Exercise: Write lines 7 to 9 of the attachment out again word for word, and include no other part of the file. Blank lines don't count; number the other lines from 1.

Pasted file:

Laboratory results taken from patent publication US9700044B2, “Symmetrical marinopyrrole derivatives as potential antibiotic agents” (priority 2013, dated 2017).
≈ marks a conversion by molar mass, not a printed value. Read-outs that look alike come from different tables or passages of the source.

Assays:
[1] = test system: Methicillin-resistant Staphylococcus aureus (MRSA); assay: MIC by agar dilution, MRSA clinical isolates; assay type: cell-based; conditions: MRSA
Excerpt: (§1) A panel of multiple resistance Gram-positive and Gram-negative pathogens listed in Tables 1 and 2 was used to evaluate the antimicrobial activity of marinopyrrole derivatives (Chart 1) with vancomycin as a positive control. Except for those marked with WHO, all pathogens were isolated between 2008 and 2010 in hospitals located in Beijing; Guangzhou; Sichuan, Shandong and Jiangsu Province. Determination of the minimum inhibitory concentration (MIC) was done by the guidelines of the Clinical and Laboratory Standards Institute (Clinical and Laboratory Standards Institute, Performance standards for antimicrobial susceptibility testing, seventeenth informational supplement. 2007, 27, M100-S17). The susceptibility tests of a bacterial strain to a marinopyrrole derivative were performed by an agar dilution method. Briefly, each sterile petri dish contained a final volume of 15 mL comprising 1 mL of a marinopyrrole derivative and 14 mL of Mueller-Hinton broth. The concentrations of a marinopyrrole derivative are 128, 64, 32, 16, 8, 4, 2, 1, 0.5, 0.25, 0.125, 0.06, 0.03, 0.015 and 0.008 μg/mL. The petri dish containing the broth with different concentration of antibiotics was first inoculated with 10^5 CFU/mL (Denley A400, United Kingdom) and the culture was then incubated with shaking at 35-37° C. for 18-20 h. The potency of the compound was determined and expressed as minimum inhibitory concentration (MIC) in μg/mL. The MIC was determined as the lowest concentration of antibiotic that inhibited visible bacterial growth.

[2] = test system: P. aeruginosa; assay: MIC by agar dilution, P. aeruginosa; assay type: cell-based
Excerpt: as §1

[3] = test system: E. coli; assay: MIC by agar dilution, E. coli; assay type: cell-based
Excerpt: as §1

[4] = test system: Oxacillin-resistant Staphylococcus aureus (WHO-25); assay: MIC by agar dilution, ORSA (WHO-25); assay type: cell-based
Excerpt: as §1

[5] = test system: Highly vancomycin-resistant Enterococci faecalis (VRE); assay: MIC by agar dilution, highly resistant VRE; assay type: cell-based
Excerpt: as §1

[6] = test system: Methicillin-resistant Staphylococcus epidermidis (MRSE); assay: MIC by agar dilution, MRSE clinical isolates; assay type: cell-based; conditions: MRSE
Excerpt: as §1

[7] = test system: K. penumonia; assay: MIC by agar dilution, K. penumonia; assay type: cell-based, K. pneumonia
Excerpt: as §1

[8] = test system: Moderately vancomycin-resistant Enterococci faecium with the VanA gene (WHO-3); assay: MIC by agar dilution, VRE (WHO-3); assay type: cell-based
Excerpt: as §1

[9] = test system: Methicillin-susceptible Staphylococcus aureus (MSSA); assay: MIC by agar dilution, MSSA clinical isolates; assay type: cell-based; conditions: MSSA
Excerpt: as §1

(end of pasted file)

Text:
Excerpt: as §1

[3] = test system: E. coli; assay: MIC by agar dilution, E. coli; assay type: cell-based
Excerpt: as §1